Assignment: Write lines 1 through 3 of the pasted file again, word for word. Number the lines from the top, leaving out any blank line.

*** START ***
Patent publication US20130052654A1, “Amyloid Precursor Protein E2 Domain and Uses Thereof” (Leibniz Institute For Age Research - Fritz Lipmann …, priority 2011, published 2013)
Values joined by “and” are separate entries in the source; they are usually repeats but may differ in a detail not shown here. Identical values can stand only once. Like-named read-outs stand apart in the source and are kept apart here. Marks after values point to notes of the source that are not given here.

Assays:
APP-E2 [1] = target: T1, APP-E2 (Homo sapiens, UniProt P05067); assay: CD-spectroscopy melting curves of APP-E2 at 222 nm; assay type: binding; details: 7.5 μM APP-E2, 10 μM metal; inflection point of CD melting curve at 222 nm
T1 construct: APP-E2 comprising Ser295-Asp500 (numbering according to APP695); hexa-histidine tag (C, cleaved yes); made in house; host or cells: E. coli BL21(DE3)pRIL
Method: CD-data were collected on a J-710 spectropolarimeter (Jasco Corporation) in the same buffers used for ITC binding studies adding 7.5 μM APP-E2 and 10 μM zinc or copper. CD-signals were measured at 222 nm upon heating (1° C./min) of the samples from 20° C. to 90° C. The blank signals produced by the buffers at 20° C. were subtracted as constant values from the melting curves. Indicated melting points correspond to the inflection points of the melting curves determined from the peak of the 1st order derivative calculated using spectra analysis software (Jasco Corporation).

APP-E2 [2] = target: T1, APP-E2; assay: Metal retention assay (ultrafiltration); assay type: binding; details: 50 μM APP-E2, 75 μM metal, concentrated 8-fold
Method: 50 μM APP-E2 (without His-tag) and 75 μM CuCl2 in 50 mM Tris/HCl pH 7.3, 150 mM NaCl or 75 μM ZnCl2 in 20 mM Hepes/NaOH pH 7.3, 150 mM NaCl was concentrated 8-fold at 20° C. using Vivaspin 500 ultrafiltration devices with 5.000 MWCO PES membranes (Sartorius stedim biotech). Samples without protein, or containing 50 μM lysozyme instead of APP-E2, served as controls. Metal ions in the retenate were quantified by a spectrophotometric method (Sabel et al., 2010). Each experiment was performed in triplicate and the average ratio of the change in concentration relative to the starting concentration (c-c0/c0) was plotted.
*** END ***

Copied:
Patent publication US20130052654A1, “Amyloid Precursor Protein E2 Domain and Uses Thereof” (Leibniz Institute For Age Research - Fritz Lipmann …, priority 2011, published 2013)
Values joined by “and” are separate entries in the source; they are usually repeats but may differ in a detail not shown here. Identical values can stand only once. Like-named read-outs stand apart in the source and are kept apart here. Marks after values point to notes of the source that are not given here.

Assays: